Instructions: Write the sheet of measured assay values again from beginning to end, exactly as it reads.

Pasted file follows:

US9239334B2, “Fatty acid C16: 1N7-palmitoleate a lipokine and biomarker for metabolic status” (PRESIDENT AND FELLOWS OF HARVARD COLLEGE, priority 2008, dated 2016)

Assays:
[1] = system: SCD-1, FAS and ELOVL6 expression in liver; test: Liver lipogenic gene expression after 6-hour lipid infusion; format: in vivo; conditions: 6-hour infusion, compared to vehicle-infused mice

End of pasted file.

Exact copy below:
US9239334B2, “Fatty acid C16: 1N7-palmitoleate a lipokine and biomarker for metabolic status” (PRESIDENT AND FELLOWS OF HARVARD COLLEGE, priority 2008, dated 2016)

Assays:
[1] = system: SCD-1, FAS and ELOVL6 expression in liver; test: Liver lipogenic gene expression after 6-hour lipid infusion; format: in vivo; conditions: 6-hour infusion, compared to vehicle-infused mice